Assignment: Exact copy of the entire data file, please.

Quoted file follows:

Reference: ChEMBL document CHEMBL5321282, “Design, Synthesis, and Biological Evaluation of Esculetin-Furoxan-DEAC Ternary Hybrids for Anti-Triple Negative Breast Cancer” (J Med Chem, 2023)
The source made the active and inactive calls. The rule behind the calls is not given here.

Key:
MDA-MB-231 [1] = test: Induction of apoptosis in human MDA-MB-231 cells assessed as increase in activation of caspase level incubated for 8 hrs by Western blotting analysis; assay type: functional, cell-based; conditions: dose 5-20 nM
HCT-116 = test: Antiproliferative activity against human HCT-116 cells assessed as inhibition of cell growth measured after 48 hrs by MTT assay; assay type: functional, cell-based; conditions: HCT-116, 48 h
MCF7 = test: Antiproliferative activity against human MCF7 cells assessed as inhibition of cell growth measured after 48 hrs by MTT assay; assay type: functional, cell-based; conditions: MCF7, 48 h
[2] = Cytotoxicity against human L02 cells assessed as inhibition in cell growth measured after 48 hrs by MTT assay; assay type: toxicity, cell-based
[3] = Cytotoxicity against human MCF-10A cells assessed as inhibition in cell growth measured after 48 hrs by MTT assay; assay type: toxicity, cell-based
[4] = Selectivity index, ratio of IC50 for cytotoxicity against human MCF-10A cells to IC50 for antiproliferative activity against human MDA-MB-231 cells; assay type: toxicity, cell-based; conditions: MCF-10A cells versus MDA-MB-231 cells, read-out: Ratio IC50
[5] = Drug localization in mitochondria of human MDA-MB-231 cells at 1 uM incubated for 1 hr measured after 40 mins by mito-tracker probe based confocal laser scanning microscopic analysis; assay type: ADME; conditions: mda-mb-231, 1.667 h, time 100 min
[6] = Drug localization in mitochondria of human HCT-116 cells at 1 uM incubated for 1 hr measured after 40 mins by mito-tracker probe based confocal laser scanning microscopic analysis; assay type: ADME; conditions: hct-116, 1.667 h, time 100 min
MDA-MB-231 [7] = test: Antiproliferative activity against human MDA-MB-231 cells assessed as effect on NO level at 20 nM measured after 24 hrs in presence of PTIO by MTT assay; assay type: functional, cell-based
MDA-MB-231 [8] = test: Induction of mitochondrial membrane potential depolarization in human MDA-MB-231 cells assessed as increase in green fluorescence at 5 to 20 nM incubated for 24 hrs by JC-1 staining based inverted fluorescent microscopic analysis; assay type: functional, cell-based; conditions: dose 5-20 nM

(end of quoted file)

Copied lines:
Reference: ChEMBL document CHEMBL5321282, “Design, Synthesis, and Biological Evaluation of Esculetin-Furoxan-DEAC Ternary Hybrids for Anti-Triple Negative Breast Cancer” (J Med Chem, 2023)
The source made the active and inactive calls. The rule behind the calls is not given here.

Key:
MDA-MB-231 [1] = test: Induction of apoptosis in human MDA-MB-231 cells assessed as increase in activation of caspase level incubated for 8 hrs by Western blotting analysis; assay type: functional, cell-based; conditions: dose 5-20 nM
HCT-116 = test: Antiproliferative activity against human HCT-116 cells assessed as inhibition of cell growth measured after 48 hrs by MTT assay; assay type: functional, cell-based; conditions: HCT-116, 48 h
MCF7 = test: Antiproliferative activity against human MCF7 cells assessed as inhibition of cell growth measured after 48 hrs by MTT assay; assay type: functional, cell-based; conditions: MCF7, 48 h
[2] = Cytotoxicity against human L02 cells assessed as inhibition in cell growth measured after 48 hrs by MTT assay; assay type: toxicity, cell-based
[3] = Cytotoxicity against human MCF-10A cells assessed as inhibition in cell growth measured after 48 hrs by MTT assay; assay type: toxicity, cell-based
[4] = Selectivity index, ratio of IC50 for cytotoxicity against human MCF-10A cells to IC50 for antiproliferative activity against human MDA-MB-231 cells; assay type: toxicity, cell-based; conditions: MCF-10A cells versus MDA-MB-231 cells, read-out: Ratio IC50
[5] = Drug localization in mitochondria of human MDA-MB-231 cells at 1 uM incubated for 1 hr measured after 40 mins by mito-tracker probe based confocal laser scanning microscopic analysis; assay type: ADME; conditions: mda-mb-231, 1.667 h, time 100 min
[6] = Drug localization in mitochondria of human HCT-116 cells at 1 uM incubated for 1 hr measured after 40 mins by mito-tracker probe based confocal laser scanning microscopic analysis; assay type: ADME; conditions: hct-116, 1.667 h, time 100 min
MDA-MB-231 [7] = test: Antiproliferative activity against human MDA-MB-231 cells assessed as effect on NO level at 20 nM measured after 24 hrs in presence of PTIO by MTT assay; assay type: functional, cell-based
MDA-MB-231 [8] = test: Induction of mitochondrial membrane potential depolarization in human MDA-MB-231 cells assessed as increase in green fluorescence at 5 to 20 nM incubated for 24 hrs by JC-1 staining based inverted fluorescent microscopic analysis; assay type: functional, cell-based; conditions: dose 5-20 nM